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Oral hygiene: It's not something to brush over

Oral hygiene: It's not something to brush over

Oct. 24, 2019

By Kenzie Bostick

Oral hygiene for adults involves a bit more than simply brushing or flossing. Aside from brushing your teeth and flossing, it is also helpful to use products that contain fluoride. The Centers for Disease Control and Prevention recommends avoiding tobacco and alcoholic products. 

Having a dry mouth can cause your oral health to decline, so it is best to avoid this by making sure you drink plenty of water and avoid medications that can cause a dry mouth.

If you are pregnant, the CDC recommends visiting a dentist before birth, in addition to brushing and flossing twice daily. Nausea and sickness caused by pregnancy can damage your tooth enamel, so rinse with baking soda in a glass of water to remove the stomach acid and keep your teeth protected.

Not practicing good oral hygiene can lead to several painful conditions, including cavities, gum disease, oral cancer and tooth loss. The risk of these painful diseases increases as people age. This is due to receding gums, dry mouth, and limitations on vision, physical movement, and psychological health.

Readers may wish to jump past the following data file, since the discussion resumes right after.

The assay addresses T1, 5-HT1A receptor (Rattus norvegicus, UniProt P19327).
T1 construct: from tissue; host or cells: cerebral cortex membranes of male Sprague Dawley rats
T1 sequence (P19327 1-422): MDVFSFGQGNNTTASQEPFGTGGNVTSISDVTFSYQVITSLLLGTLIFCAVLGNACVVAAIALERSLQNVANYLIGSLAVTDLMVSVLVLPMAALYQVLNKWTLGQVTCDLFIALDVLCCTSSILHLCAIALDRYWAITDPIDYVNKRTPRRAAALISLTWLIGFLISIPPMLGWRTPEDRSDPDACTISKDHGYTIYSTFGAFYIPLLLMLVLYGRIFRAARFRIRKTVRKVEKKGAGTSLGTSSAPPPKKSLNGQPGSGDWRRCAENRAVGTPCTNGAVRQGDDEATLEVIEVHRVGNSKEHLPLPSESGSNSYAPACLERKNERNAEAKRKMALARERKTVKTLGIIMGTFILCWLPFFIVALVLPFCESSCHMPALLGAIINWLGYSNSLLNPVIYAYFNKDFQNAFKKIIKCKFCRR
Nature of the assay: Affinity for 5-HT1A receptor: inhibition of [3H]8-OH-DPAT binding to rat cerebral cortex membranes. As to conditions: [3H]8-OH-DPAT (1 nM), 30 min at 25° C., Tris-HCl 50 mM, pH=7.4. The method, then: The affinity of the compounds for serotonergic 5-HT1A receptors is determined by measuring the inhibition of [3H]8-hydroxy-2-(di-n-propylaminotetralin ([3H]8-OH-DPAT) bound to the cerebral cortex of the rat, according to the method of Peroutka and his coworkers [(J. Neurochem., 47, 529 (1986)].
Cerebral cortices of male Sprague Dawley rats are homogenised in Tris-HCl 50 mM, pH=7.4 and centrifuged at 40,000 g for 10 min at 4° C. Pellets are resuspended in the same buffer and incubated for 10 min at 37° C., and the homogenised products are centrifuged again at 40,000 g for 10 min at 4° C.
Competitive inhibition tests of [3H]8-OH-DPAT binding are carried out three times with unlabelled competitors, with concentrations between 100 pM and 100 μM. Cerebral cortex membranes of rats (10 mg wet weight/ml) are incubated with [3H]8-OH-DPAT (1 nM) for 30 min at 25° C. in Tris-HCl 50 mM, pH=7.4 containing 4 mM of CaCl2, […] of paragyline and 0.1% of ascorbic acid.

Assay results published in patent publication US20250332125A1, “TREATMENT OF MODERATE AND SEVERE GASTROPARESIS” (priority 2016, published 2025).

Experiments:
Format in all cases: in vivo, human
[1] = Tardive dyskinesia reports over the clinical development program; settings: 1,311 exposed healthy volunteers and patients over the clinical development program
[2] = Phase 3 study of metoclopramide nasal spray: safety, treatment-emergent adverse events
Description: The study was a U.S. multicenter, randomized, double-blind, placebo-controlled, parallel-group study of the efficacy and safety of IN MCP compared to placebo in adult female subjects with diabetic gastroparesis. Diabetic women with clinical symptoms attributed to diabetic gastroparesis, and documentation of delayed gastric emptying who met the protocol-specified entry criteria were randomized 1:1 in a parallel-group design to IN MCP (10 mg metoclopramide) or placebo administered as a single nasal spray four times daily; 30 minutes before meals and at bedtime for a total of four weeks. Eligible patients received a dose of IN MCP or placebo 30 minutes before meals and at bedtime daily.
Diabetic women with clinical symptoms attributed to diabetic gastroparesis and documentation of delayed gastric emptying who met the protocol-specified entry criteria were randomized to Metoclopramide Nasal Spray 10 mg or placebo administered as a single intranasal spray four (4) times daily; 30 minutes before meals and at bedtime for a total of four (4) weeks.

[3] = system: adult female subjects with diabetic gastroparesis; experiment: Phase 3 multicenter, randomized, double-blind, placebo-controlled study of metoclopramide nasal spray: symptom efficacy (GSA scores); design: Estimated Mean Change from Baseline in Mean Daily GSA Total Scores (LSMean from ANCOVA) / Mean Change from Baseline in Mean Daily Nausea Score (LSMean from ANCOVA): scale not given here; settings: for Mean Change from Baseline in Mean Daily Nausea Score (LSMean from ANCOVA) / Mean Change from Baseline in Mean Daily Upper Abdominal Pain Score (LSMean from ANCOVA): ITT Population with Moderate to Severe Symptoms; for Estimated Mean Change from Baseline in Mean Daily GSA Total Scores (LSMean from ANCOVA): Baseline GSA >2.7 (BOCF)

Cavities are the most common oral health problems. Your chances of getting cavities increases if your family has them, if sugary food and drinks make up a large portion of your diet, you have braces, or have special care needs.

We already know that oral hygiene in the United States needs improvement, and that socio-economic factors can make a difference.

According to the CDC, cavities are one of the most common chronic diseases of childhood in the U.S. Untreated cavities can cause pain and infections that may lead to problems with eating, speaking, playing and learning.

Also, the CDC reports, about 1 in 5 children ages 5 to 11 years of age have at least one untreated decayed tooth. About 1 in 7 adolescents ages 12 to 19 years old have at least one untreated decayed tooth. And, at 25 percent, children ages 5 to 19 years of age from lowincome families are twice as likely to have cavities than children from higher-income households. That figure is 11 percent.

MCHD Dentistry is a full-service dental office that your family can make their dental home. MCHD Dentistry takes several different insurances and West Virginia Medicaid and CHIP. There is also a new patient special, a sliding scale fee and CareCredit.

Contact MCHD Dentistry at 598-5108 for more information and to make an appointment. Following these tips can keep you smiling for a lifetime.

Kenzie Bostick is a public information office intern at Monongalia County Health Department.





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